10 best horror movies from the 40s
Some of the best horror movies of the 1940s came out of RKO and were produced by Val Lewton. He was known to let the viewer imagine his own horrors instead of being explicit, keeping everything in the dark.
Universal’s monsters were still hanging around, with Wolf Man added to the cast in 1941, but the series ran out of ideas and was getting somewhat outdated. There might have been too many horrors in the world back then for the monsters to keep up with.
ten Man with Wolves (1941)
In The werewolf, Lawrence Talbot returned to his ancestral home in Wales to reconnect with his family after years of absence. As he settles down and falls in love with a young woman, he is attacked by a wolf at night. Soon he discovers that he was not attacked by a wolf, but by a werewolf. That night he transforms into a wolf man and is now cursed for life.
It’s one of Universal’s more atmospheric horror films, full of fog and howls of wolves. Lon Chaney Jr., son of the silent movie legend, stars as Talbot / Wolf Man, the role that made him a star. Bela Lugosi, arguably the best Dracula, plays the fortune teller Gyspy who turned into a wolf, biting Talbot. Claude Raines plays the Senior Talbot with his usual talent and style. It’s a true horror classic.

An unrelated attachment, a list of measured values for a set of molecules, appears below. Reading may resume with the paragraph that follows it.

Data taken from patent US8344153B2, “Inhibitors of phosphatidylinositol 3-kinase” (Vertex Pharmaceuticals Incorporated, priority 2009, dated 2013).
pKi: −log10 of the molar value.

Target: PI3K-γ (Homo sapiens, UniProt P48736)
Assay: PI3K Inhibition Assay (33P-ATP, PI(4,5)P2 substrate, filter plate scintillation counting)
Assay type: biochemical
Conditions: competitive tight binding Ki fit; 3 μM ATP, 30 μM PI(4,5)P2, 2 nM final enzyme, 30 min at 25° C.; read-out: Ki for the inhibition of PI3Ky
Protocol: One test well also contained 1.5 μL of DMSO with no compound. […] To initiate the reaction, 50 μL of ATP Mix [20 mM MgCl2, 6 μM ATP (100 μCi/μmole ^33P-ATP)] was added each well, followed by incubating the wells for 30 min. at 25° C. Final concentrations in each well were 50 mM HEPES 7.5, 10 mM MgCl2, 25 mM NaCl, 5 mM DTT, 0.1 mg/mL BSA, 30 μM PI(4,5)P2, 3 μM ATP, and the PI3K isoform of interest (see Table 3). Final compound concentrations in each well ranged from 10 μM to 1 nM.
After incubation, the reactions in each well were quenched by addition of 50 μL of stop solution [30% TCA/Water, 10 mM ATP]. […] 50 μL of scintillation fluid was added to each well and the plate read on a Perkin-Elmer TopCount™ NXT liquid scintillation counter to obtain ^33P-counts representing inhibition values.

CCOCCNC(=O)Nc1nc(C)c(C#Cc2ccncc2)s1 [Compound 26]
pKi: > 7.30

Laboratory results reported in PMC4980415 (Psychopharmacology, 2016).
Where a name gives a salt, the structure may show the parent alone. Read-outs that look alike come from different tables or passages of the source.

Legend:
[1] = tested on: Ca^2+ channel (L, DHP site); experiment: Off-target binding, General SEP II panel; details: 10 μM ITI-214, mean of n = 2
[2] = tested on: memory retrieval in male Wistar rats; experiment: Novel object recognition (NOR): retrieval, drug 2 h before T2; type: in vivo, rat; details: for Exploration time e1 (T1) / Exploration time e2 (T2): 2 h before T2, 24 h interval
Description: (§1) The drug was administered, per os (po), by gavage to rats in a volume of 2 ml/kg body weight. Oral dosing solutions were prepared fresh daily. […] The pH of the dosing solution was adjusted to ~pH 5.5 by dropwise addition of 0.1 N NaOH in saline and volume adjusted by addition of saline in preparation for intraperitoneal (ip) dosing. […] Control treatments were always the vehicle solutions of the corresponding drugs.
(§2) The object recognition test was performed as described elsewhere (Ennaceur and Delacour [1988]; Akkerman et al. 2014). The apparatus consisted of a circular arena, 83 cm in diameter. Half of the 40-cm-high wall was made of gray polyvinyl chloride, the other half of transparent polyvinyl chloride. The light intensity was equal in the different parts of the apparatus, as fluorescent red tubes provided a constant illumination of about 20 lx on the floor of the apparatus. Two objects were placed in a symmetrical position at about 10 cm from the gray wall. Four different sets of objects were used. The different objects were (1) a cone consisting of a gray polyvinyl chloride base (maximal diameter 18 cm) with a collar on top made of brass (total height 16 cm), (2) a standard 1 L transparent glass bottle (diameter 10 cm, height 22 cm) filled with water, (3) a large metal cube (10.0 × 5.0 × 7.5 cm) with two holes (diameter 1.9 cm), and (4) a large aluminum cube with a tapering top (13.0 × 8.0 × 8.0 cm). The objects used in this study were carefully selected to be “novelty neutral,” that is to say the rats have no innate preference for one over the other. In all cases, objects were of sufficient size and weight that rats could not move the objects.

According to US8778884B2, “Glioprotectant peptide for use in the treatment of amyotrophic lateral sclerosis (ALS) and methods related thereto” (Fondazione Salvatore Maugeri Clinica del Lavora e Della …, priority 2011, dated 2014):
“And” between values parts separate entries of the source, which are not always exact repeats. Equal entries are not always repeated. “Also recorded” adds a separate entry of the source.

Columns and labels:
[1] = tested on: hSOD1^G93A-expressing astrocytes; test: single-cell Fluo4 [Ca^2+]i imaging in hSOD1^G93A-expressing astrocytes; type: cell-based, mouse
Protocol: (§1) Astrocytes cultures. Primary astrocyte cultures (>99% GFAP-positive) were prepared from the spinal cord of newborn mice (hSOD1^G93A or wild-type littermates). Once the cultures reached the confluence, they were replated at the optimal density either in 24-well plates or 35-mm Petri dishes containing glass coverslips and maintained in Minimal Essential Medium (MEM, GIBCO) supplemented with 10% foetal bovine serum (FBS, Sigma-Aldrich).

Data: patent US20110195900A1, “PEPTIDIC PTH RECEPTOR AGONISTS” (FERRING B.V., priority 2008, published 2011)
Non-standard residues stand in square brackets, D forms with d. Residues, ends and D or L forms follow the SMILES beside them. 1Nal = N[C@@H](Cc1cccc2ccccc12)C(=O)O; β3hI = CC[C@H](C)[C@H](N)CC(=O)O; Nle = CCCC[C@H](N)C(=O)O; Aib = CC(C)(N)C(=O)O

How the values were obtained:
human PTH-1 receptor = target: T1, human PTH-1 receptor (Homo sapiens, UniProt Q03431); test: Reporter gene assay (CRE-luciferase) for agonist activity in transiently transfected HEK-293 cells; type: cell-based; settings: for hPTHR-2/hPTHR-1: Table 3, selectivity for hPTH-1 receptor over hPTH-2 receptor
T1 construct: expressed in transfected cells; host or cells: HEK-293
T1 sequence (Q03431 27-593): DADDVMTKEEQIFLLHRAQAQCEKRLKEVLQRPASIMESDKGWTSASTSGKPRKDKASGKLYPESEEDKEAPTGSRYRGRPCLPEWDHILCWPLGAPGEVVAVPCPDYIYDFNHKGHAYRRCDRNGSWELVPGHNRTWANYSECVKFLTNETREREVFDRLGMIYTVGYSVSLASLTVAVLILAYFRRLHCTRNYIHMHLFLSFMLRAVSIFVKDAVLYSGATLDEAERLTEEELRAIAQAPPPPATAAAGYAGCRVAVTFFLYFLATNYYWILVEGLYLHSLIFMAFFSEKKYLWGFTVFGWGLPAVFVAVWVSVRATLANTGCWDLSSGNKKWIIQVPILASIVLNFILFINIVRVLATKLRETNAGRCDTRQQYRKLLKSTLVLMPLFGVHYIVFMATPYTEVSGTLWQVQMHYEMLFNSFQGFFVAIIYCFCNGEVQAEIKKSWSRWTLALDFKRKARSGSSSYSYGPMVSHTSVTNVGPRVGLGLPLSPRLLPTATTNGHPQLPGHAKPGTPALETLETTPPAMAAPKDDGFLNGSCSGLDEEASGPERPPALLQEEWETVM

9 Abbott and Costello Meet Frankenstein (1948)
Bud and Lou are two handlers, Chic and Wilber, tasked with delivering two very large, human-sized crates to the new horror exhibit. They turn out to contain Dracula and Frankensteins’ monster. Dracula escapes, planning to put Wilber’s new brain into the monster to revive it completely. Larry Talbot arrives to warn them but transforms into Wolf Man before he can.
The Monsters are together again, with Lugosi returning as Dracula for the first time since the original 1931 film. It’s one of the best in the Universal Monsters film series and it just works. The monsters are treated with respect, not as jokes, the comedy is hilarious, and the interaction between Bud, Lou and the creatures is both creepy and funny. It started a series of horror comedies, with Bud and Lou “encountering” even more monsters.
8 Isle of the Dead (1945)
7 The Curse of the Cat People (1944)
The heroine of the first film died at the end, but she is back as a ghost who befriends Amy, the daughter of her ex-husband and his new wife. The young girl also befriends Julia Farren, an aging and nearly forgotten Broadway actress who is estranged from her own daughter.
It is the continuation of the years 1942 The cat people by RKO, produced by Val Lewton under the direction of Robert Wise. This film has hardly any relation to the previous film and has less to do with actual horror than with loneliness and the lure of the past. Ann Carter as Amy the Little Girl is pretty good, and the film is overall well done, making it a deserving entry for anyone looking for the best horror of the decade.
6 The Cat People (1942)
Serbian national Irena Dubrovnik arrives in New York and falls in love with Oliver Reed. They get married, although she has reservations. She believes she is descended from an evil woman who turned into a panther when she was sexually aroused and killed her lover. She is afraid of privacy and that she will kill her husband.
It’s a movie with a surprisingly sexual touch for 1943. With Val Lewton’s films, the viewer usually doesn’t see a real monster, so there’s no one running around in a cat costume. Horror in The cat people is more psychological, with terrors kept in the shade and not explicit. There is a discomfort in the wait for the film, with the horrors still just off-screen.